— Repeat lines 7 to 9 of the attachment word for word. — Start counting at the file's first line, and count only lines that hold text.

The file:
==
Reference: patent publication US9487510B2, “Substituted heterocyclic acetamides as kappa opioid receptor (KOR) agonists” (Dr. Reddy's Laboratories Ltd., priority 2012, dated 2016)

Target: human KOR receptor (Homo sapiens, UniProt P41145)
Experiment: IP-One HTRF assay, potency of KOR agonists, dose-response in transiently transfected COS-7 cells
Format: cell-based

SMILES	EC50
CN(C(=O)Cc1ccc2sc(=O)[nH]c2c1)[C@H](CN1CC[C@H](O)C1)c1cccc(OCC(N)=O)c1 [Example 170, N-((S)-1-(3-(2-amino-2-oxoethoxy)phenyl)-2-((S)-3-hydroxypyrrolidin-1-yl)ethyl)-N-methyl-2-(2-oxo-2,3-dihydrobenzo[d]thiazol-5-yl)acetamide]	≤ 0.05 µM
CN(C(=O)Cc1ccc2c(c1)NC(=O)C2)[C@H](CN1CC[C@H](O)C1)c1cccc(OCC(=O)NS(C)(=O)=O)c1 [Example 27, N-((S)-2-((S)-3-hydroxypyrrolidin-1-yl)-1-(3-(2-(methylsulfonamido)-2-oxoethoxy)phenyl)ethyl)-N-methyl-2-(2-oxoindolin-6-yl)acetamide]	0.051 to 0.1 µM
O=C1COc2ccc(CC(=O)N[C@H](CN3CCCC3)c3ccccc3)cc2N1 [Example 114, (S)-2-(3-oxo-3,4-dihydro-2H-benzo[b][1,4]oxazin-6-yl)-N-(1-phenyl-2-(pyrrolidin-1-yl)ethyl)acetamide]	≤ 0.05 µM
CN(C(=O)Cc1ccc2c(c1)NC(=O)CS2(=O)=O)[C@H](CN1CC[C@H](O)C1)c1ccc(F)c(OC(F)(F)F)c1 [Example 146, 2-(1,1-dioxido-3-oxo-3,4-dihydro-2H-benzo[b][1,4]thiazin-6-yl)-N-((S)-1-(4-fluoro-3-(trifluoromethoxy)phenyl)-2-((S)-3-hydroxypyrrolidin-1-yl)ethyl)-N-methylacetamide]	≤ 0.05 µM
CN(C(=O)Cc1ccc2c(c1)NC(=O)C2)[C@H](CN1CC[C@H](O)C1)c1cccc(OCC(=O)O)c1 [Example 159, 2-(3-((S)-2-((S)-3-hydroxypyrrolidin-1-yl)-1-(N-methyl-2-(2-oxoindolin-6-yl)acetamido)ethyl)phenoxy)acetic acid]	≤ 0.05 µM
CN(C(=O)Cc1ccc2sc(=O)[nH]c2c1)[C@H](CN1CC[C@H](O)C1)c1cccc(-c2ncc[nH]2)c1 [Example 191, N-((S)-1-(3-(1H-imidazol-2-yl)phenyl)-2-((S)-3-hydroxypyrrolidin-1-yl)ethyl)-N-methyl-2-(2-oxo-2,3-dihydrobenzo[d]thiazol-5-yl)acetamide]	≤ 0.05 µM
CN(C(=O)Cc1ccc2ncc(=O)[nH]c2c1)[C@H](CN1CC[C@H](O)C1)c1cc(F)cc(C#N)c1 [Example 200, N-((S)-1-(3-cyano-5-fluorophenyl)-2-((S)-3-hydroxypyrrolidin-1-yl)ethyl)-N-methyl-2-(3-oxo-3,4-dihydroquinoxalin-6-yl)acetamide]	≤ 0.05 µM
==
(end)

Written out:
CN(C(=O)Cc1ccc2c(c1)NC(=O)C2)[C@H](CN1CC[C@H](O)C1)c1cccc(OCC(=O)NS(C)(=O)=O)c1 [Example 27, N-((S)-2-((S)-3-hydroxypyrrolidin-1-yl)-1-(3-(2-(methylsulfonamido)-2-oxoethoxy)phenyl)ethyl)-N-methyl-2-(2-oxoindolin-6-yl)acetamide]	0.051 to 0.1 µM
O=C1COc2ccc(CC(=O)N[C@H](CN3CCCC3)c3ccccc3)cc2N1 [Example 114, (S)-2-(3-oxo-3,4-dihydro-2H-benzo[b][1,4]oxazin-6-yl)-N-(1-phenyl-2-(pyrrolidin-1-yl)ethyl)acetamide]	≤ 0.05 µM
CN(C(=O)Cc1ccc2c(c1)NC(=O)CS2(=O)=O)[C@H](CN1CC[C@H](O)C1)c1ccc(F)c(OC(F)(F)F)c1 [Example 146, 2-(1,1-dioxido-3-oxo-3,4-dihydro-2H-benzo[b][1,4]thiazin-6-yl)-N-((S)-1-(4-fluoro-3-(trifluoromethoxy)phenyl)-2-((S)-3-hydroxypyrrolidin-1-yl)ethyl)-N-methylacetamide]	≤ 0.05 µM